The UK has raised its terror threat assessment to the highest level following a bomb explosion on a rush-hour train in London.
The explosion, which left at least 29 passangers injured, was caused by the detonation of an improvised explosive device, say police.
Prime Minister Theresa May said the threat was now critical, meaning an attack is expected imminently.
The blast, at Parsons Green station on a District Line train from Wimbledon, is being treated as terrorism.
Twenty-nine people have been treated in hospitals, mostly for burns, though at least eight have now been discharged.
So-called Islamic State says it carried out the attack. A hunt is under way for the person who placed the device.
The area around the station has been evacuated, with specialist officers there securing the remains of the improvised device and ensuring it is stable.
Prime Minister Theresa May condemned the "cowardly" attack, which she said had "intended to cause significant harm".
The country's terror threat level was raide to its highest level after a review immediately after the attack.
Mrs May said security analysts have concluded a further attack might be imminent.
Police said some 1000 armed officers would be seen across the country after military assistance was requested.
Mrs May said the military would be providing support to police and would replace them on guard duties at certain sites that are not accessible to the public.
These will include Buckingham Palace, Downing Street, embassies and the Palace of Westminster and will enable armed officers to carry out patrols, police said.
Police Scotland also said it would be increasing the number of armed officers on patrol, particularly at key locations and crowded places.
Hundreds of detectives and MI5 are investigating the attack, which took place at 8.20am local time on an eastbound train.
Assistant Commissioner Mark Rowley earlier refused to say whether anyone had been arrested.
Pictures taken of the train show a white bucket on fire inside a supermarket bag, with wires trailing on to the carriage floor. The BBC understands the device had a timer.
BBC security correspondent Frank Gardner said the bomb appeared not to have gone off.
Had it worked as intended, it would have killed everyone around it and maimed everyone in the train carriage for life, he said.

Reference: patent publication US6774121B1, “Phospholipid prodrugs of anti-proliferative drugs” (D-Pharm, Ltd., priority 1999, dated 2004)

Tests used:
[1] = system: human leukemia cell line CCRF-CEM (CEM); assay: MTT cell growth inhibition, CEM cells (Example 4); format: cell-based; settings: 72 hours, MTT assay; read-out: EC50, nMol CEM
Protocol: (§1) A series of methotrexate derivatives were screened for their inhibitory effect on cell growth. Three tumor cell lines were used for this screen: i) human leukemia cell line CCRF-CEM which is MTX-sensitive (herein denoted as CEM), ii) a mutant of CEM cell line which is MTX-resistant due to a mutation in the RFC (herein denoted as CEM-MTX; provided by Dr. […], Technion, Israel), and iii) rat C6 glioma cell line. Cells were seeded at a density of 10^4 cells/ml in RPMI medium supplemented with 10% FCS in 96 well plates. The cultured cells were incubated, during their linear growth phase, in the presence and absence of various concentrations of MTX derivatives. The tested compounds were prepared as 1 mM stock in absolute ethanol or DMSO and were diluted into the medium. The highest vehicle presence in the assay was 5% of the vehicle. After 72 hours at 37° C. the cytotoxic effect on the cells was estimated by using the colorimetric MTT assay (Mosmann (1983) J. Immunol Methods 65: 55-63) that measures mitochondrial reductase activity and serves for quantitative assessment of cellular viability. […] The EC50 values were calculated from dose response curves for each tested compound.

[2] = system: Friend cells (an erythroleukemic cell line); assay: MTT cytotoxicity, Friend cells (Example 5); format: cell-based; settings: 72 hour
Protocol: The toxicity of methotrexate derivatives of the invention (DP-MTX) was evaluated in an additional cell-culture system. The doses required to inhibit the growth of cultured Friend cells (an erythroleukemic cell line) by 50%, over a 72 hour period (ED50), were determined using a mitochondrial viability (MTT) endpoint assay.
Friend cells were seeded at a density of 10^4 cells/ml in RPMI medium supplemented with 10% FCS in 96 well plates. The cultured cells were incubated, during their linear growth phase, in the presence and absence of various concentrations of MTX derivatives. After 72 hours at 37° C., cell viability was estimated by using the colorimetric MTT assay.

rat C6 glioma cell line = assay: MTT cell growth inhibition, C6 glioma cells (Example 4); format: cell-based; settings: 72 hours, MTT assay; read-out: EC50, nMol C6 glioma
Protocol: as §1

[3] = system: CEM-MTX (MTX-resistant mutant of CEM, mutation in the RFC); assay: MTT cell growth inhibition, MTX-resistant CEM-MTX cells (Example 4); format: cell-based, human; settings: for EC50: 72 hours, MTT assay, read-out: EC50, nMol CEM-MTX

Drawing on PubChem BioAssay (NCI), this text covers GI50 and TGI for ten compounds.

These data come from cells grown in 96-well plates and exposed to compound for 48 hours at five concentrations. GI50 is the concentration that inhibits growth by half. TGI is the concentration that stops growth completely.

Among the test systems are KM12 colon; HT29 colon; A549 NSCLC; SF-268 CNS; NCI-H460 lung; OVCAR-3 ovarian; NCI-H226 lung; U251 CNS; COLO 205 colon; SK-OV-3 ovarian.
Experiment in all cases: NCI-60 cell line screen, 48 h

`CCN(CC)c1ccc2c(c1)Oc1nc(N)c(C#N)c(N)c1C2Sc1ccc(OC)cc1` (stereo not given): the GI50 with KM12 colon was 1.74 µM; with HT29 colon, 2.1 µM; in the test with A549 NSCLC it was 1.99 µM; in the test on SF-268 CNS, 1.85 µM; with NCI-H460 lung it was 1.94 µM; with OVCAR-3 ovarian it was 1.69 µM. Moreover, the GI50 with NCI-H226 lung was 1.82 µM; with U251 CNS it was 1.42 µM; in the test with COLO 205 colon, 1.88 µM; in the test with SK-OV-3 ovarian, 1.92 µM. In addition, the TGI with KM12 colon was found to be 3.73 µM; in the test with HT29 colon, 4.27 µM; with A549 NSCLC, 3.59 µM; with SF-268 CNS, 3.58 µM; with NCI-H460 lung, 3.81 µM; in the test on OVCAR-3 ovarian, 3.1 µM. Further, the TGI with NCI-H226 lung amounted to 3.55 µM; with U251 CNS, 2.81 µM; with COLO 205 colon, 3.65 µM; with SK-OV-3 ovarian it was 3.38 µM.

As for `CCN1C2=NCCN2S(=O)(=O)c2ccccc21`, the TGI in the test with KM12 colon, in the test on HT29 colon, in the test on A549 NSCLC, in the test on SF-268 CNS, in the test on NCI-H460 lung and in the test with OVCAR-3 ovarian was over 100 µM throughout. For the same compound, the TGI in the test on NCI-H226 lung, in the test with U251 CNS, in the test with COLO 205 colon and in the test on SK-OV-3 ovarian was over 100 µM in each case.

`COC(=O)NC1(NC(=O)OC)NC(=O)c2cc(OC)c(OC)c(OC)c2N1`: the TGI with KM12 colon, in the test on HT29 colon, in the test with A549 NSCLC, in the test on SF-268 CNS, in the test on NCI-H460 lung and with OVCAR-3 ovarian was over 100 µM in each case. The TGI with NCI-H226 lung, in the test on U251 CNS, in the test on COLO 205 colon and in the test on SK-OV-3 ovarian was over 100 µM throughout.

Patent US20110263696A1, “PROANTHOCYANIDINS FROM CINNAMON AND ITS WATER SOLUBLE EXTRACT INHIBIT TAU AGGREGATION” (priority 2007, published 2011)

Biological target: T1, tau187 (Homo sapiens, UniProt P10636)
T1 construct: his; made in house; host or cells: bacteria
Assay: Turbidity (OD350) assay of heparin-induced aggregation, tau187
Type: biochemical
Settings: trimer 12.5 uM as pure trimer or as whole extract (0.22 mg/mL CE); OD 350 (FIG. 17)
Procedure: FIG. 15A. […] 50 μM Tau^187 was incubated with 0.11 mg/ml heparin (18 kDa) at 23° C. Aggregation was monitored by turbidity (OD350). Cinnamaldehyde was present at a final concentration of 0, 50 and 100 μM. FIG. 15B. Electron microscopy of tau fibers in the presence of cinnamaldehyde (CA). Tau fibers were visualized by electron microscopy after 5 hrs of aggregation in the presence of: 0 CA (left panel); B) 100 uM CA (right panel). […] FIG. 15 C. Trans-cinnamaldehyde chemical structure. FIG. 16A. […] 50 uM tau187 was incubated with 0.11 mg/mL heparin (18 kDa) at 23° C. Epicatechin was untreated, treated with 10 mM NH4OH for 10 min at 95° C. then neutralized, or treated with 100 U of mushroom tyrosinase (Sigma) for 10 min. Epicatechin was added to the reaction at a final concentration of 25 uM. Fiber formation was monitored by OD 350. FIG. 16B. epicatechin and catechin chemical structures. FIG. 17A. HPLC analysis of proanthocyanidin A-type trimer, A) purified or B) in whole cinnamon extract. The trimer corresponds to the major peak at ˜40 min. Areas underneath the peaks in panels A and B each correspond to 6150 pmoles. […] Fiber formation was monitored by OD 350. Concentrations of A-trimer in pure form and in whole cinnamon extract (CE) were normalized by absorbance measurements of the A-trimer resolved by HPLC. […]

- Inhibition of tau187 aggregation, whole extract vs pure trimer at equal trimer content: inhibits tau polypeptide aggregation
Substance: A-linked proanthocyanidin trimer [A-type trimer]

US President Donald Trump has spoken to Prime Minister Theresa May to convey his sympathies for those injured in the terrorist attack, the White House has said.
President Trump pledged to continue close collaboration with the UK to stop attacks and combat extremism, the statement added.
A Downing Street spokesman said: "President Trump called the prime minister earlier today to offer his condolences over this morning's cowardly attack in London."
US President Donald Trump had earlier tweeted that the "sick and demented" people behind the attack had been in the sights of the Metropolitan Police, prompting Mrs May to say it was not helpful to "speculate" on an ongoing investigation.
Mr Rowley asked the public to remain "vigilant", but said they should "not be alarmed".
He said anyone who took pictures or videos at the scene could upload them to ukpoliceimageappeal.co.uk.
London Mayor Sadiq Khan appealed for calm, saying the city would "never be intimidated or defeated by terrorism".
Witnesses speak of 'panic'
Witnesses to the incident have described seeing at least one passenger with facial injuries, while others spoke of "panic" as alarmed passengers left the train at the station, which is above ground.
Anna Gorniak, who was in the same Tube carriage as the explosion, said: "I could see a fireball filling the carriage and coming our way. At that moment, I started to run.
"In my mind I was praying, I probably thought for a second, 'That's it, my life is over.'"
Passenger Peter Crowley said he was sitting in the carriage when the explosion happened.
He said his head was burned by a "really hot intense fireball above my head" and added: "There were people a lot worse than me."
An eyewitness said flames engulfed one carriage and raced along the train, forcing passengers to trample others as they rushed for an exit.
Witnesses described seeing at least one passenger with facial injuries.
Alex Littlefield, 24, said: "I was walking around the corner to the Parsons Green Tube station, and I saw the raised platform with everyone running and looking upset.
"I saw police officers, fire brigade, and telling people to get back.
"I saw masses of people and armed police. There were lots of very, very distressed people. We've been pushed right back now."
Media technology consultant Richard Aylmer-Hall, who was sitting on the "packed" District Line train, said he saw several people injured, having apparently been trampled as they tried to escape.
The 53-year-old said "suddenly there was panic, lots of people shouting, screaming, lots of screaming".
"I saw crying women, there was lots of shouting and screaming, there was a bit of a crush on the stairs going down to the streets," he said.
No change in MFAT advice
The Ministry of Foreign Affairs and Trade has not changed its advice for New Zealanders travelling to London in the wake of the explosion.
Currently the ministry is advising travellers there is some risk to travelling to the UK given terrorist attacks in March, May, and June.
- BBC / Reuters